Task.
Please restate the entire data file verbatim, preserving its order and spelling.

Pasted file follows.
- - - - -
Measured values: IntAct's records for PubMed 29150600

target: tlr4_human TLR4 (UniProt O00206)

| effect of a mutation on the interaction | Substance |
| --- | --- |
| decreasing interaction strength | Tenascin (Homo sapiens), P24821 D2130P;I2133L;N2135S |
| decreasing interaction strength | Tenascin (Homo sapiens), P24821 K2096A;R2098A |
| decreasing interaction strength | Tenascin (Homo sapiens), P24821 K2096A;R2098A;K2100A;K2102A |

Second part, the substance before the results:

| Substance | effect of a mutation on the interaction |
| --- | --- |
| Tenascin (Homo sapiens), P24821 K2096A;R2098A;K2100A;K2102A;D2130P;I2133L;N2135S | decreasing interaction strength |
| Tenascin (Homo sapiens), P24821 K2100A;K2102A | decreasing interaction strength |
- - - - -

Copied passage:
Measured values: IntAct's records for PubMed 29150600

target: tlr4_human TLR4 (UniProt O00206)

| effect of a mutation on the interaction | Substance |
| --- | --- |
| decreasing interaction strength | Tenascin (Homo sapiens), P24821 D2130P;I2133L;N2135S |
| decreasing interaction strength | Tenascin (Homo sapiens), P24821 K2096A;R2098A |
| decreasing interaction strength | Tenascin (Homo sapiens), P24821 K2096A;R2098A;K2100A;K2102A |

Second part, the substance before the results:

| Substance | effect of a mutation on the interaction |
| --- | --- |
| Tenascin (Homo sapiens), P24821 K2096A;R2098A;K2100A;K2102A;D2130P;I2133L;N2135S | decreasing interaction strength |
| Tenascin (Homo sapiens), P24821 K2100A;K2102A | decreasing interaction strength |